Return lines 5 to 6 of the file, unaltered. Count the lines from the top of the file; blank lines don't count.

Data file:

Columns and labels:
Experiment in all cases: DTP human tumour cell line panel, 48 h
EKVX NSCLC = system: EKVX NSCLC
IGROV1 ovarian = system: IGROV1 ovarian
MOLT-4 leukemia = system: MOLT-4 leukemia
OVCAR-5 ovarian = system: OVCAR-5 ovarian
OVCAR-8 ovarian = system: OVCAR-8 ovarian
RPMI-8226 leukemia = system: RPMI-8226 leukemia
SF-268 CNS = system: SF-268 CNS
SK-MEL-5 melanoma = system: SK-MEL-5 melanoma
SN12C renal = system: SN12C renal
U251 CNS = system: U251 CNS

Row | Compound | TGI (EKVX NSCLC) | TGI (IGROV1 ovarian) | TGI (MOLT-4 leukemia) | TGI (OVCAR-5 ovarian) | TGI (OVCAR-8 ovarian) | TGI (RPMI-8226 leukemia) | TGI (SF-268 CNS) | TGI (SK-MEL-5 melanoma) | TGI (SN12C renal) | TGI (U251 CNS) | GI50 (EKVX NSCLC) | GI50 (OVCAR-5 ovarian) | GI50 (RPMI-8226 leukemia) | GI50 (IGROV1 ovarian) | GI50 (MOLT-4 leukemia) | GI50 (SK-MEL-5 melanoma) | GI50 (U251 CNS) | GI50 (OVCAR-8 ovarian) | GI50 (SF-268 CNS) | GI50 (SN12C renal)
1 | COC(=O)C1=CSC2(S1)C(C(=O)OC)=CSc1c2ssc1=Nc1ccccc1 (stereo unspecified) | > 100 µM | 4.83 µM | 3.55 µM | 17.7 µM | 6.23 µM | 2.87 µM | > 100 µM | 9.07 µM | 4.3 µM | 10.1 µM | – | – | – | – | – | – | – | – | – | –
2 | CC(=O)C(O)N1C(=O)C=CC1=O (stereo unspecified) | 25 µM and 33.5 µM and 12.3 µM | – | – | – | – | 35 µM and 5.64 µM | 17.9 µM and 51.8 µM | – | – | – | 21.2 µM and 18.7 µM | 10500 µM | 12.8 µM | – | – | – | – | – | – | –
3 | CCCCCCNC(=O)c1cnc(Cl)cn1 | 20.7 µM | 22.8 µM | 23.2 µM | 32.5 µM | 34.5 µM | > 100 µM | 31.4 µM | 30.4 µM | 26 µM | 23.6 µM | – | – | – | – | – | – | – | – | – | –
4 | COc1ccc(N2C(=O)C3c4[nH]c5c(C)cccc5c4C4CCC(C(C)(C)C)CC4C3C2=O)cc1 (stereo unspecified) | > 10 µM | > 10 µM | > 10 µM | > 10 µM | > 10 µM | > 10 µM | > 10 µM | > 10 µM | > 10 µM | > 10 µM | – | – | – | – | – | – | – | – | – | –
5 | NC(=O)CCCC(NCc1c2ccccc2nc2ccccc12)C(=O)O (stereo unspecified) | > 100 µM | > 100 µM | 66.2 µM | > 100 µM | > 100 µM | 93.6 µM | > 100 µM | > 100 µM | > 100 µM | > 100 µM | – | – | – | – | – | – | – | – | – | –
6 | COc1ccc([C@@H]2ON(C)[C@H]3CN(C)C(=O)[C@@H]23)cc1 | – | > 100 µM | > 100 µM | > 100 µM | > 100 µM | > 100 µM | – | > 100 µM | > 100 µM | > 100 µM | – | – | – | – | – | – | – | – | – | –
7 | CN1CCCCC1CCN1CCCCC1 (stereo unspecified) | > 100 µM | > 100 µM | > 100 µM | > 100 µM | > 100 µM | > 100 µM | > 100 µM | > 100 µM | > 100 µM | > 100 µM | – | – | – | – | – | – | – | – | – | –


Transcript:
MOLT-4 leukemia = system: MOLT-4 leukemia
OVCAR-5 ovarian = system: OVCAR-5 ovarian